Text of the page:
I wanted to bring you some news from my tiny and very flat home country, The Netherlands. This week it was announced that a whole cluster of research acronyms (SKO, NLO, NOM, VINEX) have joined up with Kantar and Ipsos to create yet another acronym: NMO.
This really means the individual research bodies that deliver TV ratings, radio ratings, digital “ratings,” print ratings, etc., have all agreed that a combination of Kantar and Ipsos will deliver a fully integrated set of media usage data across all media. The aim is that, over time, this data set will replace all individual, siloed data sets currently in use.
There's been talk for decades about the need for an industrywide approach to audience measurement across all touch points. Here in the U.S., there have been attempts in the past, but they’ve all died sad deaths when participants could not agree on how to measure, how to share the cost, and who could participate.
In the Netherlands, we have a long tradition of compromise. Historians will tell you this is perhaps a result of having a small country that came together as one to fight off much bigger enemies like the Romans, Vikings, Spanish, French, Germans -- and, more recently, British bachelor parties. The Netherlands has a history of finding common ground across religious (we count several across our tiny country) and belief systems (anything from very strict to very liberal) for survival.
In the last election in March of this year, we had 37 parties in the running, of which 17 managed to win seats in parliament. The last government coalition consisted of three parties. Negotiating a compromise is in Dutch nature. There is even a globally recognized word for it: polder model.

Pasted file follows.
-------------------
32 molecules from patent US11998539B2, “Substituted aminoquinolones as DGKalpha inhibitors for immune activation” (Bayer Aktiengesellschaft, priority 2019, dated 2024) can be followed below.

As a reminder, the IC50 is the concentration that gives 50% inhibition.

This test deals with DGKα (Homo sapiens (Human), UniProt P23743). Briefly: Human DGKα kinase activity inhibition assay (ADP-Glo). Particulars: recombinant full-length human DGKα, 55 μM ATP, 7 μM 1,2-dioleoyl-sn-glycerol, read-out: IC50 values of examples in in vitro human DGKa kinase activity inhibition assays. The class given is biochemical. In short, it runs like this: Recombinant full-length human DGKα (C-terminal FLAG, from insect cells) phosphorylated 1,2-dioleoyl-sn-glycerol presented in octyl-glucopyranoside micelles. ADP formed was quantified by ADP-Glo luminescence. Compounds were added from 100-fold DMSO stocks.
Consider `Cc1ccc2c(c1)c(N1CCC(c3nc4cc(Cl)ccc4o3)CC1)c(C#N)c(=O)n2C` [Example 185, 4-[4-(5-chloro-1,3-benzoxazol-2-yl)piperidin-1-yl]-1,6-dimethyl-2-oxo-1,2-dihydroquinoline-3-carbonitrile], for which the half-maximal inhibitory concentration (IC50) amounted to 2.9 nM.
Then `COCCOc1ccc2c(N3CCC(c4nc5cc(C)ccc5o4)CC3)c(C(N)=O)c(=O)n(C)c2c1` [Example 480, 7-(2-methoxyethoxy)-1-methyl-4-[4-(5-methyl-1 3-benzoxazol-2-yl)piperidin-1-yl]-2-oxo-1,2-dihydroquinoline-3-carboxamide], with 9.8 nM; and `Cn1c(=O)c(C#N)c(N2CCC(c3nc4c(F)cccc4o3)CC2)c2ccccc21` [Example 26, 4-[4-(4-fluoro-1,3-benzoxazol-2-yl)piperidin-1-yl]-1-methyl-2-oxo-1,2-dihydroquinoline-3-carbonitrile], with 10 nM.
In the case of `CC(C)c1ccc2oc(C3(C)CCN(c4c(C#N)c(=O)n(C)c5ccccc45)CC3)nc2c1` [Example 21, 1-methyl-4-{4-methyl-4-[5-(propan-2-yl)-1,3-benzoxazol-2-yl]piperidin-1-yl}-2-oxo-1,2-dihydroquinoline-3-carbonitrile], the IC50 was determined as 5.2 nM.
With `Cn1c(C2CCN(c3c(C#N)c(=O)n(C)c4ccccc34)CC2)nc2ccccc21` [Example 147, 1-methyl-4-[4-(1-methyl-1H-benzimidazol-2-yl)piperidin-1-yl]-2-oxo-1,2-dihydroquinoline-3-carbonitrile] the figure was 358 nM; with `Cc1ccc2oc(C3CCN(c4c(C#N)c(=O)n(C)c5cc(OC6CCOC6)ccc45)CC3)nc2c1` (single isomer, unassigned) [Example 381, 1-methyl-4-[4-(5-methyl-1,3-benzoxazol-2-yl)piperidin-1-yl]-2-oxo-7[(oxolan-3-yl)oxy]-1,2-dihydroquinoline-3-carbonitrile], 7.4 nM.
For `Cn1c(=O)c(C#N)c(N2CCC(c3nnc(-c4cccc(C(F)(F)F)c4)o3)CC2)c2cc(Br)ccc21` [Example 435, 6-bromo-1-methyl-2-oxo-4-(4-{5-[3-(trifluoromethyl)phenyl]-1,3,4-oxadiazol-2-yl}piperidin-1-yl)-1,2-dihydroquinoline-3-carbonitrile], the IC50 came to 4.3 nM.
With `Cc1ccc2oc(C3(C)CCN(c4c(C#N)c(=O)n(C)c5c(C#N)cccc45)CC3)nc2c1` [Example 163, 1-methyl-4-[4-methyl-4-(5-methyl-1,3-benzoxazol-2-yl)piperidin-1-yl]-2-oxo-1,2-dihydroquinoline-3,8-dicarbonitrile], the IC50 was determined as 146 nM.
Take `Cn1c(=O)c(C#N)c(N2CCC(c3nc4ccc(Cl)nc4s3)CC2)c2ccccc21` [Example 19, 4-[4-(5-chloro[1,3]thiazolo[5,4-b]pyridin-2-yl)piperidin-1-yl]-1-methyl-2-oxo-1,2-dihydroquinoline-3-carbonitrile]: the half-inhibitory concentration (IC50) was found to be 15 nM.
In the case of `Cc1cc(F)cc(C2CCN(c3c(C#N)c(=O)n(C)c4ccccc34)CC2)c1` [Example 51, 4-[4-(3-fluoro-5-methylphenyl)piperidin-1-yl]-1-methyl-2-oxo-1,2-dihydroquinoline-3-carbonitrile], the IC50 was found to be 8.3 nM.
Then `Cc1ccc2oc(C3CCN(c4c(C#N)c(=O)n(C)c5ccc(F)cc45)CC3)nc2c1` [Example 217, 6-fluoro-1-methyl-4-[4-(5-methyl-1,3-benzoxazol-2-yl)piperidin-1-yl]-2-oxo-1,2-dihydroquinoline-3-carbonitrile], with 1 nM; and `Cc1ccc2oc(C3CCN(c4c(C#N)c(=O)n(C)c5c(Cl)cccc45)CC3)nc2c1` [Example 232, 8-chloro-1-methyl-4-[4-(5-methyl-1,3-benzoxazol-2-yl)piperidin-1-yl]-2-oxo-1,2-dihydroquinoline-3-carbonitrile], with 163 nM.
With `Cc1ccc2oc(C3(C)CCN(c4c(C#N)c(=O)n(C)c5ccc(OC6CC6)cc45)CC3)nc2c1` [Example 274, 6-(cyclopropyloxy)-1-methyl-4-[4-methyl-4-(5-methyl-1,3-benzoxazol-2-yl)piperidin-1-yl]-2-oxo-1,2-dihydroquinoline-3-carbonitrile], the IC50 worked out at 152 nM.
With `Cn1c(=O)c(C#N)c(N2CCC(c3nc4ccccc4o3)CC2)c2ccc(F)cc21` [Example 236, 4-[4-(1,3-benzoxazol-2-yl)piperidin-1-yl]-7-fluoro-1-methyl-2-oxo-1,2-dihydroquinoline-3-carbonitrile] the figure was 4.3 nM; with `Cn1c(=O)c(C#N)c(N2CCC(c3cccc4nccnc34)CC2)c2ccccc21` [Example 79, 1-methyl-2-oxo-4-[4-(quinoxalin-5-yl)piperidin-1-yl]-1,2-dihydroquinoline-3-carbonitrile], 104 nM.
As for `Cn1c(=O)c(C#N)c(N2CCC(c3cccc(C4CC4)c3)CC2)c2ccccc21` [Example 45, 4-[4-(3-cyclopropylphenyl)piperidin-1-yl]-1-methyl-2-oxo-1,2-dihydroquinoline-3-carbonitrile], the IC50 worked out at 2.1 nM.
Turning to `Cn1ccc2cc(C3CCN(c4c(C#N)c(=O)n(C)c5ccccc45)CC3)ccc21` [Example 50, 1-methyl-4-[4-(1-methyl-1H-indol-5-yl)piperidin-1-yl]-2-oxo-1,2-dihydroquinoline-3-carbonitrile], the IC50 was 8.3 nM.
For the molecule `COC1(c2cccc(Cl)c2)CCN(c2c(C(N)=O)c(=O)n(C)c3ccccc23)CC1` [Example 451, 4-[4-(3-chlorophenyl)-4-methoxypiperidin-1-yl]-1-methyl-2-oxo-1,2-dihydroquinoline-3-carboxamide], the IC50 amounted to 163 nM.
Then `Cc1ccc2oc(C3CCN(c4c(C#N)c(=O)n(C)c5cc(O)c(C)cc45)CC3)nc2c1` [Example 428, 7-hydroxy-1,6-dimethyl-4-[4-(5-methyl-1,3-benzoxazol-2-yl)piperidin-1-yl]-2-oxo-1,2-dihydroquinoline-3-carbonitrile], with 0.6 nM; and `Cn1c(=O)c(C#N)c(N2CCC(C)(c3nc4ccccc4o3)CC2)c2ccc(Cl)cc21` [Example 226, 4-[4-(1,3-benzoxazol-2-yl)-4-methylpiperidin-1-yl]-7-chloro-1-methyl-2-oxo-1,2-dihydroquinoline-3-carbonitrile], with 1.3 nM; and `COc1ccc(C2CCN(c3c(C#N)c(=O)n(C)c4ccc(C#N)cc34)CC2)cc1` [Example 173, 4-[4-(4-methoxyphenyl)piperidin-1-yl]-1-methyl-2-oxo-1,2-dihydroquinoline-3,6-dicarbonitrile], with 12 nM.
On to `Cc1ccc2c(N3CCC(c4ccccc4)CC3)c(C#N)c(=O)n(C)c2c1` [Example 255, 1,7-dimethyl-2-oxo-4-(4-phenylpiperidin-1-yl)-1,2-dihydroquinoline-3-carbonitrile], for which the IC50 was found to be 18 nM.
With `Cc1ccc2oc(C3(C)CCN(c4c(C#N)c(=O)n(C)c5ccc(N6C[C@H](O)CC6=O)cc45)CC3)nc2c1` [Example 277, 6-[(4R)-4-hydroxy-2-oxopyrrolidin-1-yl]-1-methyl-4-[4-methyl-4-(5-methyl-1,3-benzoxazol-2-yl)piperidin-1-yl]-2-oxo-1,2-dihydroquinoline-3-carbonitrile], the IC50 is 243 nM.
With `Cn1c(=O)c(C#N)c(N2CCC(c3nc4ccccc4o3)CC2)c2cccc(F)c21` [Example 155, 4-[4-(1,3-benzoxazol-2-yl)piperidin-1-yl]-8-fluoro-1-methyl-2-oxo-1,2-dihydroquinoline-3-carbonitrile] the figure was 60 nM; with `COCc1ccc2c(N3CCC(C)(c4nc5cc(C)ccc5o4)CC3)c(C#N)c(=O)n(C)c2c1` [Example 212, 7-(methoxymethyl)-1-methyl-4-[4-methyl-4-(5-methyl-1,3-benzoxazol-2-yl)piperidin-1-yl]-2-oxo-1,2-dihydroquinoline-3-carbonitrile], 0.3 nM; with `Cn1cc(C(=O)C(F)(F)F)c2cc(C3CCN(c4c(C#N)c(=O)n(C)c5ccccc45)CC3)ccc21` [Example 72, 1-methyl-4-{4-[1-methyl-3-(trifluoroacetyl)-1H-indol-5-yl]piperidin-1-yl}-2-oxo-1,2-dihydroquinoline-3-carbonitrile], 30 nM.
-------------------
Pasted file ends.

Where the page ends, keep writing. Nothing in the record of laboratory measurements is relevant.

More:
So it’s not unexpected that all the various Dutch media industry bodies managed to get together and issue a joint RFP and jointly select suppliers. Even the choice of suppliers is a “coalition,” as it comprises both Kantar and IPSOS.
But here’s my question: Does it matter?
Up till 10 years ago, advertisers like P&G, Unilever and others pushed for better measurement across touchpoints. Today, you do not hear as much about this issue anymore. More pressing issues seem to be brand safety, diversity and audience composition and the like.
It is less about “the rating” per se and more about where audiences can be found, what drives them and how we can be sure they are even an audience (versus a bot).
It's less about delivering an audience ratings report after something has been exposed, and more about if something will have the opportunity to reach and/or move an audience at the time contact is made. Sure, you’ll need data for that, but that data is not ratings.
So does this initiative matter? And should we pursue something like it here in the U.S.?
The answer is probably “maybe.” It would be helpful to get various partners to talk and align on audience metrics, which would count for something. We would also be able to better understand relative audience contribution across a spectrum of touch points. But it feels a bit like a 1990s solution to a 2021 problem. What do you think?